A Kitzmas Karol

It has now been two years since the pseudoscience Intelligent Design got its rectum handed to it by Judge John E. Jones III in the Kitzmiller v Dover case. Each year, it has become a science blogging tradition to highlight the effect that this monumental test case has had on the public image and political strategies of ID. The scientific status of ID has remained unchanged since its inception, namely, empty. What the court case did was turn the tables on the politics of the Discovery Institute and its “Design Proponents,” revealing in a structured evidence-based format just how far from science they really were. Continue reading A Kitzmas Karol

A fun-filled Wednesday

On the recently passed Wednesday the 14th, I had a pretty busy, fun-filled day. I was so busy coming up to it that I forgot to blog about it being one year since I visited Madison before I had applied.

As you may know, besides my research on the Sugary Enhancer gene in maize, I’m working on some video projects. At first, the idea was to create a series of videos on pollination methods, mostly for college courses on plant breeding. Then, videos interviewing plant breeders were added in, and when I arrived in Madison in June we got ready to start filming for these two projects. And while we were out in the field, we thought, why don’t we film some grad students about the PBPG program and make a promo?

One, then two, then three projects – and they’re reproducing fast! I told my adviser Shawn that this is how it starts, and that it will never end. “Oh it’ll end for me,” he said. Uh oh. Continue reading A fun-filled Wednesday

Halo 3: Science of Play

Today, Halo 3 comes out across the country. I’m a big fan of the Halo series, and I can’t wait to get the third and final installment (need an Xbox 360 first, not to mention a TV), which looks like a video game of epic proportions. The only other game I could get excited about coming out soon is Starcraft 2. In reading and watching all about Halo 3, the making of the game, and the viral marketing they used (and didn’t need to use) to advertise the game, I came a across a really good feature article about Halo 3 that shows that Bungie is taking video game entertainment to the next level – treating it as a science!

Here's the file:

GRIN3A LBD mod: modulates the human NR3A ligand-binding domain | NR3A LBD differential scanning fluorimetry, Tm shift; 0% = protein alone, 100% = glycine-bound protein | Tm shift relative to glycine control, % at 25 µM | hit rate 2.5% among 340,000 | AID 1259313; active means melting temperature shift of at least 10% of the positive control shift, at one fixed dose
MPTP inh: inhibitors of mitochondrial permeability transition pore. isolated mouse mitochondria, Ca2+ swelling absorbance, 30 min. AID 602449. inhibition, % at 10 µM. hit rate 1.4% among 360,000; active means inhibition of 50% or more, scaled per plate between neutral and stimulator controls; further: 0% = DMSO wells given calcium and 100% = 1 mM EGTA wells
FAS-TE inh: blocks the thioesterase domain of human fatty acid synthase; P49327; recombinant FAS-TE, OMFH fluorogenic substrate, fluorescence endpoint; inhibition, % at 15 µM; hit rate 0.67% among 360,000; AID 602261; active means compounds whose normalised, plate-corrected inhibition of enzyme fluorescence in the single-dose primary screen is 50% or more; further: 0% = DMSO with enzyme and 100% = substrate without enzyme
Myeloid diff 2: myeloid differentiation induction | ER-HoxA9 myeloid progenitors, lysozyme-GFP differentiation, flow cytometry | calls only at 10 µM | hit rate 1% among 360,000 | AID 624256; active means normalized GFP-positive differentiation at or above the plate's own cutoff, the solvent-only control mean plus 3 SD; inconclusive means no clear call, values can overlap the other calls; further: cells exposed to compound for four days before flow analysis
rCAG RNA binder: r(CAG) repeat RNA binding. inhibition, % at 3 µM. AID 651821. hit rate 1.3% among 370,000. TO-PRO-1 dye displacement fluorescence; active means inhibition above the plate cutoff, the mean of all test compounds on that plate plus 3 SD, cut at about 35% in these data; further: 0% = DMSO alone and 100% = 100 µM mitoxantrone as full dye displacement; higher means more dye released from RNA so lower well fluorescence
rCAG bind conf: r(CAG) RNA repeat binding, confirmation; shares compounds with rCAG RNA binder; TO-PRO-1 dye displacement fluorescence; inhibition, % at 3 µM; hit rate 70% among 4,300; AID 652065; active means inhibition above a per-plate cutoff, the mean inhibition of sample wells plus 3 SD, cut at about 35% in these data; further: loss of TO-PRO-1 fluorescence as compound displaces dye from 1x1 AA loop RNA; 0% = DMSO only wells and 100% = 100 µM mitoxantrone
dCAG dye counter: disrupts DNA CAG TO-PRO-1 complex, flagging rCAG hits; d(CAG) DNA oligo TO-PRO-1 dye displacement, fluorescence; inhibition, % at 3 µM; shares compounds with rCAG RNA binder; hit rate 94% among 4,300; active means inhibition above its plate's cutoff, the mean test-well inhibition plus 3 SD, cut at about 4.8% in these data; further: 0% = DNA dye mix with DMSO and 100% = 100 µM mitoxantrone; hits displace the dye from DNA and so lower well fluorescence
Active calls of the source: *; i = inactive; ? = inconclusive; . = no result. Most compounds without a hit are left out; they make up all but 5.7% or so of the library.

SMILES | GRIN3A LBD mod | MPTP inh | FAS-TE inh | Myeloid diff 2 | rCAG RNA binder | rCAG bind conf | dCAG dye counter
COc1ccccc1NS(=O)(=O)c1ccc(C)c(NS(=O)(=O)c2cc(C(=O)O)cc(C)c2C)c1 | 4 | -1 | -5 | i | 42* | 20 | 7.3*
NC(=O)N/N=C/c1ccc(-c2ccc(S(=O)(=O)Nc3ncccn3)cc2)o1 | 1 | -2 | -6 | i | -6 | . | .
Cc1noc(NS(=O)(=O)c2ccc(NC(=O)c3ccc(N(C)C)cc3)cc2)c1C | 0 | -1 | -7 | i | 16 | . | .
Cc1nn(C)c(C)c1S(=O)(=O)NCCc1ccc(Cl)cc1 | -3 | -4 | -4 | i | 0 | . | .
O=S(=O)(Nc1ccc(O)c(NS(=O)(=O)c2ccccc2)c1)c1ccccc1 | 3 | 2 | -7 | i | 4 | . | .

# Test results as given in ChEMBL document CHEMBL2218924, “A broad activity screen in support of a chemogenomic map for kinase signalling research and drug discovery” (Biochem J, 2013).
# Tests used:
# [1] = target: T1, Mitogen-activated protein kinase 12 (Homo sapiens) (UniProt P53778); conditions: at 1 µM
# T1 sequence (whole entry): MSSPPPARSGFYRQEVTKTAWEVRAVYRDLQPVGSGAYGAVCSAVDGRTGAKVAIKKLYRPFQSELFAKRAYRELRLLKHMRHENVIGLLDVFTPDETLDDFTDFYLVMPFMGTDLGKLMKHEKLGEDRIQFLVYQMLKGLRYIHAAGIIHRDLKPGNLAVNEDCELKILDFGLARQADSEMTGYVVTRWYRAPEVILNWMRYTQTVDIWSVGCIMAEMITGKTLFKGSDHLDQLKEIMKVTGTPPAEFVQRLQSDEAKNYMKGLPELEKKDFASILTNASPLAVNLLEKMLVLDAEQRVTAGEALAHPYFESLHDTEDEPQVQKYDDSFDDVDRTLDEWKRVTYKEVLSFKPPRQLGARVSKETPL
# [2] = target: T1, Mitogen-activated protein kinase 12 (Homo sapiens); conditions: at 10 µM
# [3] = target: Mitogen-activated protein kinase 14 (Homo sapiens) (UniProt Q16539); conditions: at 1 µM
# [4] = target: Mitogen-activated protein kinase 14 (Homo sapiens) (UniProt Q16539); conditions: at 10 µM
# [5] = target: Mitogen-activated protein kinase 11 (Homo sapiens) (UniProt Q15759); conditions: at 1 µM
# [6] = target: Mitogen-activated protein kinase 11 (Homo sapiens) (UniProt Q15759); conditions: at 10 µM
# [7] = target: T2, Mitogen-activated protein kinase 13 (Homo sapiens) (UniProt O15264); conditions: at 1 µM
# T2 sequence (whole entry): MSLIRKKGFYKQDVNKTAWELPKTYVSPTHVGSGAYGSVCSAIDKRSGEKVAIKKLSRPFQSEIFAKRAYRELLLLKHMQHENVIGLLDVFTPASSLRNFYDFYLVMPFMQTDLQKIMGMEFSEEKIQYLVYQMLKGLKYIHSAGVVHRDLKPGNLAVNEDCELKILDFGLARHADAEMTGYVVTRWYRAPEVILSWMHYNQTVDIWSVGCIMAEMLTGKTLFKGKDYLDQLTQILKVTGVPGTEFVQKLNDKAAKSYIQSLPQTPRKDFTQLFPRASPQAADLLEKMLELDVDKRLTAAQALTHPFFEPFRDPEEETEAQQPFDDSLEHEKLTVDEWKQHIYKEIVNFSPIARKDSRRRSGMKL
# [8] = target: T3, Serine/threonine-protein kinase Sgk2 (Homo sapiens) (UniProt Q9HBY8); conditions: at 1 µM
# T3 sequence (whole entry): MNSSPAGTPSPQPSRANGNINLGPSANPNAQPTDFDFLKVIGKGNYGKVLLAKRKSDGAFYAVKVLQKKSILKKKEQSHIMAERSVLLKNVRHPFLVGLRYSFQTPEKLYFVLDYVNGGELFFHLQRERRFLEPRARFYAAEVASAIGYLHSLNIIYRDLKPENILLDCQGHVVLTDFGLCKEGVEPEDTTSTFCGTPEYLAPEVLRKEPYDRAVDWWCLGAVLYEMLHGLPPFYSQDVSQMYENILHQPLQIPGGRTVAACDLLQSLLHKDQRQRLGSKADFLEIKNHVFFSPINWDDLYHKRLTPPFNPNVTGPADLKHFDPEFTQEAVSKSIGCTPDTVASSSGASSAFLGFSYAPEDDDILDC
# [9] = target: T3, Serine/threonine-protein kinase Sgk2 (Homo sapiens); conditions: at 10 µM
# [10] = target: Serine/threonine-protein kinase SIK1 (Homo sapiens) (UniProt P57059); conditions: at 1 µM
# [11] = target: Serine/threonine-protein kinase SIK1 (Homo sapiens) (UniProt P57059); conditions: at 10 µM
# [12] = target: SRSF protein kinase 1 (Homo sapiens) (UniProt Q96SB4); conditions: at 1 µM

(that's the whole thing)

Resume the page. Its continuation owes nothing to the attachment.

Seriously, if you find video games interesting (or why people are so into them), you should read this article. Continue reading Halo 3: Science of Play

Helix of another coil

A couple weeks ago I blogged about the Double Helix Nebula, making an educated guess about whether or not it coils the same way as DNA, (like a bolt or screw) or the retrograde Z-DNA. I also predicted that the Intelligent Design crowd was going to latch onto this nebula as some sort of example of design akin to what they believe happened in the origin of life. Was I right? Well, the UCLA scientist who discovered the nebula stepped in on both counts… Continue reading Helix of another coil

No scriptwriters left behind

This week I saw the new Jim Carrey comedy, mildly funny. But while waiting to see it I saw a new coke advertisement with polar bears and penguins hanging out together, drinking coca-cola. Wait a second, Polar bears live on the North pole, and punguins on the South.

Chris Mooney lamented about what this means about, and does to the public understanding of science, in this case biogeography. Continue reading No scriptwriters left behind